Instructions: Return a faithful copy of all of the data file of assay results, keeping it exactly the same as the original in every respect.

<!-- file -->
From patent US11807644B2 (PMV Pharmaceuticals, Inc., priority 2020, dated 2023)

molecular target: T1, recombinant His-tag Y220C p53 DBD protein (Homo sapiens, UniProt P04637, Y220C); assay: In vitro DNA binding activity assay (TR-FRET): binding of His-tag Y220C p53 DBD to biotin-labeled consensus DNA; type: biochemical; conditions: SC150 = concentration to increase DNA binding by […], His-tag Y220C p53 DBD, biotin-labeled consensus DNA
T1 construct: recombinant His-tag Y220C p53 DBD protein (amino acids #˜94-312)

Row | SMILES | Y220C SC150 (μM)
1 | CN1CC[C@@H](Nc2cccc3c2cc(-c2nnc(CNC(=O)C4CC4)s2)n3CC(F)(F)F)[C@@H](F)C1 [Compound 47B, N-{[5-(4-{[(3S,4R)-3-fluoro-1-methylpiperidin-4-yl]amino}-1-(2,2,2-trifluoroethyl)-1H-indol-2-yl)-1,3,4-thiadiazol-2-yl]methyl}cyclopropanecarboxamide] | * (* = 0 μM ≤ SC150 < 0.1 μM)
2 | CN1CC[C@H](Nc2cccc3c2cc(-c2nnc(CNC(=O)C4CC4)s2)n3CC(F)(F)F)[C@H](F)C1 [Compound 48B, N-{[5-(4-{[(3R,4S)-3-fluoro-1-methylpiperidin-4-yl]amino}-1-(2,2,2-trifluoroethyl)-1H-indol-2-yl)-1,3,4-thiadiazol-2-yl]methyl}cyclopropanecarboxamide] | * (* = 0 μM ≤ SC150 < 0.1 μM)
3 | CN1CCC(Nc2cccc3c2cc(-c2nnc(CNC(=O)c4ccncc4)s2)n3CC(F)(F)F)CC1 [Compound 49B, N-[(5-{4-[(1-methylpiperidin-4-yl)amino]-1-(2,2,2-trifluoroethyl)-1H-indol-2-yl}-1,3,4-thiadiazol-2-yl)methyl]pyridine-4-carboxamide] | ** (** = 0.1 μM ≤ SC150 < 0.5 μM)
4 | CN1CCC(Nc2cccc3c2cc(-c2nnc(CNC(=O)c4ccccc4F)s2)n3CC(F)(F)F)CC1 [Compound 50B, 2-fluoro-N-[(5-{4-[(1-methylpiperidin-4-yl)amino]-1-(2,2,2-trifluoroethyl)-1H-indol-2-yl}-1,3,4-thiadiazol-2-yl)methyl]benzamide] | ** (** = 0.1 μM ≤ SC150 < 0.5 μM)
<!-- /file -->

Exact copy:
From patent US11807644B2 (PMV Pharmaceuticals, Inc., priority 2020, dated 2023)

molecular target: T1, recombinant His-tag Y220C p53 DBD protein (Homo sapiens, UniProt P04637, Y220C); assay: In vitro DNA binding activity assay (TR-FRET): binding of His-tag Y220C p53 DBD to biotin-labeled consensus DNA; type: biochemical; conditions: SC150 = concentration to increase DNA binding by […], His-tag Y220C p53 DBD, biotin-labeled consensus DNA
T1 construct: recombinant His-tag Y220C p53 DBD protein (amino acids #˜94-312)

Row | SMILES | Y220C SC150 (μM)
1 | CN1CC[C@@H](Nc2cccc3c2cc(-c2nnc(CNC(=O)C4CC4)s2)n3CC(F)(F)F)[C@@H](F)C1 [Compound 47B, N-{[5-(4-{[(3S,4R)-3-fluoro-1-methylpiperidin-4-yl]amino}-1-(2,2,2-trifluoroethyl)-1H-indol-2-yl)-1,3,4-thiadiazol-2-yl]methyl}cyclopropanecarboxamide] | * (* = 0 μM ≤ SC150 < 0.1 μM)
2 | CN1CC[C@H](Nc2cccc3c2cc(-c2nnc(CNC(=O)C4CC4)s2)n3CC(F)(F)F)[C@H](F)C1 [Compound 48B, N-{[5-(4-{[(3R,4S)-3-fluoro-1-methylpiperidin-4-yl]amino}-1-(2,2,2-trifluoroethyl)-1H-indol-2-yl)-1,3,4-thiadiazol-2-yl]methyl}cyclopropanecarboxamide] | * (* = 0 μM ≤ SC150 < 0.1 μM)
3 | CN1CCC(Nc2cccc3c2cc(-c2nnc(CNC(=O)c4ccncc4)s2)n3CC(F)(F)F)CC1 [Compound 49B, N-[(5-{4-[(1-methylpiperidin-4-yl)amino]-1-(2,2,2-trifluoroethyl)-1H-indol-2-yl}-1,3,4-thiadiazol-2-yl)methyl]pyridine-4-carboxamide] | ** (** = 0.1 μM ≤ SC150 < 0.5 μM)
4 | CN1CCC(Nc2cccc3c2cc(-c2nnc(CNC(=O)c4ccccc4F)s2)n3CC(F)(F)F)CC1 [Compound 50B, 2-fluoro-N-[(5-{4-[(1-methylpiperidin-4-yl)amino]-1-(2,2,2-trifluoroethyl)-1H-indol-2-yl}-1,3,4-thiadiazol-2-yl)methyl]benzamide] | ** (** = 0.1 μM ≤ SC150 < 0.5 μM)